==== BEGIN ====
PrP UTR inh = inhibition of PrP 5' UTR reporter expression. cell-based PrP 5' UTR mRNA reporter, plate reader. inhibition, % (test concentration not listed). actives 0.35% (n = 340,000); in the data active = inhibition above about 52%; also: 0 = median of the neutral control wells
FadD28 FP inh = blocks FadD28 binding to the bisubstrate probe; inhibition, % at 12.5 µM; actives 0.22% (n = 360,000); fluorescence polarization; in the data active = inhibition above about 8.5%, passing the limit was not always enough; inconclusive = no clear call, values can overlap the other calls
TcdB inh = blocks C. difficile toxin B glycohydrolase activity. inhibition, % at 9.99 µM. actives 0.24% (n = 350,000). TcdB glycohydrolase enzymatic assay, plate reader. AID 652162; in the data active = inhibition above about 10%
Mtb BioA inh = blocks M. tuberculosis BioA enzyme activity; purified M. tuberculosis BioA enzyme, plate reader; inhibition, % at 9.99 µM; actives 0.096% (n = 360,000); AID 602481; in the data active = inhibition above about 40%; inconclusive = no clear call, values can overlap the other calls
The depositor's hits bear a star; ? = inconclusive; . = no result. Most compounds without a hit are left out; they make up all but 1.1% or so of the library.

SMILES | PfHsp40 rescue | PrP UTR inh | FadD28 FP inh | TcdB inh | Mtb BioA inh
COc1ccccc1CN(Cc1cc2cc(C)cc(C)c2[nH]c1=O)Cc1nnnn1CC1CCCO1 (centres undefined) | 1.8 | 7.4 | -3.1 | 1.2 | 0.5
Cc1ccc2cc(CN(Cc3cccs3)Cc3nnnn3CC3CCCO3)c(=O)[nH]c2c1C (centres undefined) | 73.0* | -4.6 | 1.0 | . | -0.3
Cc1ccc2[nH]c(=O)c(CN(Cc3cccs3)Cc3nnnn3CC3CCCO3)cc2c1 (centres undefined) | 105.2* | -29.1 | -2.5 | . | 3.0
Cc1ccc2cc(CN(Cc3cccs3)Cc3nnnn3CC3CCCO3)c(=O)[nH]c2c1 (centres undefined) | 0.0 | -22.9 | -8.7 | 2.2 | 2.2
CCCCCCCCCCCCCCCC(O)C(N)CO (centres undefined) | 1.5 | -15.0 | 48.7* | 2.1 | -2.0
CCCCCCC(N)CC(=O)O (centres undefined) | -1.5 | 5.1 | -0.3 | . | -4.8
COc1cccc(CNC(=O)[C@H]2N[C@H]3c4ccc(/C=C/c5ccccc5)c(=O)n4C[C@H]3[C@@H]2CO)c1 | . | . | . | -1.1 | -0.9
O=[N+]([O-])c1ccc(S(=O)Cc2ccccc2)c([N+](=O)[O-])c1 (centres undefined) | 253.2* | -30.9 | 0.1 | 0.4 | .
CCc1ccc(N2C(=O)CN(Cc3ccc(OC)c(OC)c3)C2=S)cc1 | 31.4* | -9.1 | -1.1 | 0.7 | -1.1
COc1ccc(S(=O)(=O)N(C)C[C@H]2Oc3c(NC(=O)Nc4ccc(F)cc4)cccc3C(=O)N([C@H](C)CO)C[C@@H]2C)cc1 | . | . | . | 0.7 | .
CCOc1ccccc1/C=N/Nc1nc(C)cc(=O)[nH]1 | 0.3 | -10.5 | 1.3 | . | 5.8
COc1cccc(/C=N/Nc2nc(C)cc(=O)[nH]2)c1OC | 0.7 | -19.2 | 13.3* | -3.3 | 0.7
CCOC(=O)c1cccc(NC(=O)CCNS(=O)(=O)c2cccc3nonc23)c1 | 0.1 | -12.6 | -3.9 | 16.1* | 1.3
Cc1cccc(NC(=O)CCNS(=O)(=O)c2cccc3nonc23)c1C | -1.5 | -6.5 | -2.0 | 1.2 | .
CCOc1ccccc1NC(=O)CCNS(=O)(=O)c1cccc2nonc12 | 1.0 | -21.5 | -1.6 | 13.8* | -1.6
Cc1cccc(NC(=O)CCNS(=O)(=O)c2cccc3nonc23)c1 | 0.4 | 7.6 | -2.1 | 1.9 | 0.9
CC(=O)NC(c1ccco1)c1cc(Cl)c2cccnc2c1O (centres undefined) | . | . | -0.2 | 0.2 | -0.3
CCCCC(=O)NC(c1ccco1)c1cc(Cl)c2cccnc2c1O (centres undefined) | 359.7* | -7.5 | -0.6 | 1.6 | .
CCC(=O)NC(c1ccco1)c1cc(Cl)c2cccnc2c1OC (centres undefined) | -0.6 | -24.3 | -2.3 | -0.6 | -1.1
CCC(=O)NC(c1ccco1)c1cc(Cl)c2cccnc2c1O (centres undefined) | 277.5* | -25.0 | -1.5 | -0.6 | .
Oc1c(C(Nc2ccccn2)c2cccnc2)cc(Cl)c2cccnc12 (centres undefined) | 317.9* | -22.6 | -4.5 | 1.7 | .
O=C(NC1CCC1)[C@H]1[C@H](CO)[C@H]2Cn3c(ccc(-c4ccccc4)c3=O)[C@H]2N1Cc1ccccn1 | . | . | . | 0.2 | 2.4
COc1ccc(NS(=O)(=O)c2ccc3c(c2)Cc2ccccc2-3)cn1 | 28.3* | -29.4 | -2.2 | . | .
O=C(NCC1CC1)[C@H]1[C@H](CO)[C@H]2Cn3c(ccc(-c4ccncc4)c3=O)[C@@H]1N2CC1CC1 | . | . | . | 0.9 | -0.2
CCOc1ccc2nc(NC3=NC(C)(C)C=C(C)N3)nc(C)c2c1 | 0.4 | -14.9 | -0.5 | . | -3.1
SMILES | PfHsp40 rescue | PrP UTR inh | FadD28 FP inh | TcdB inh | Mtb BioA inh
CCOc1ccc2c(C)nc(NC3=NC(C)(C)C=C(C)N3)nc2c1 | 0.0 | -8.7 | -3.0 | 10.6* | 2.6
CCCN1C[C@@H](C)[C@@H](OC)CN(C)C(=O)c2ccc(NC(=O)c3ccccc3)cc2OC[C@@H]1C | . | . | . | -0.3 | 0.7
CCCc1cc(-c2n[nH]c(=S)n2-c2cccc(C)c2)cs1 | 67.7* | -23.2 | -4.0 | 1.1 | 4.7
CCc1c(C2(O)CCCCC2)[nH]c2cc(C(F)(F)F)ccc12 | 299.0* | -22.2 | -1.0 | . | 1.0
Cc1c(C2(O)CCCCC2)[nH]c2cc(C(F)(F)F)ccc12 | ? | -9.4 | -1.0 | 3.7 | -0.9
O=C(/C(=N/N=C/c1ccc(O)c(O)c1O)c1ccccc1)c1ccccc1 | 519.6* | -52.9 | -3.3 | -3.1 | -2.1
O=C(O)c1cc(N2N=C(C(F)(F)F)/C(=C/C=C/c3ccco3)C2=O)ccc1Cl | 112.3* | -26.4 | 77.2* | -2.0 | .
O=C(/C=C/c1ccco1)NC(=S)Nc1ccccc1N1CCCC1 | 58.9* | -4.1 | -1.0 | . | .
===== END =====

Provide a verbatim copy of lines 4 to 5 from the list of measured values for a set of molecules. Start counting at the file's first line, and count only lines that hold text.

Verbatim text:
Mtb BioA inh = blocks M. tuberculosis BioA enzyme activity; purified M. tuberculosis BioA enzyme, plate reader; inhibition, % at 9.99 µM; actives 0.096% (n = 360,000); AID 602481; in the data active = inhibition above about 40%; inconclusive = no clear call, values can overlap the other calls
The depositor's hits bear a star; ? = inconclusive; . = no result. Most compounds without a hit are left out; they make up all but 1.1% or so of the library.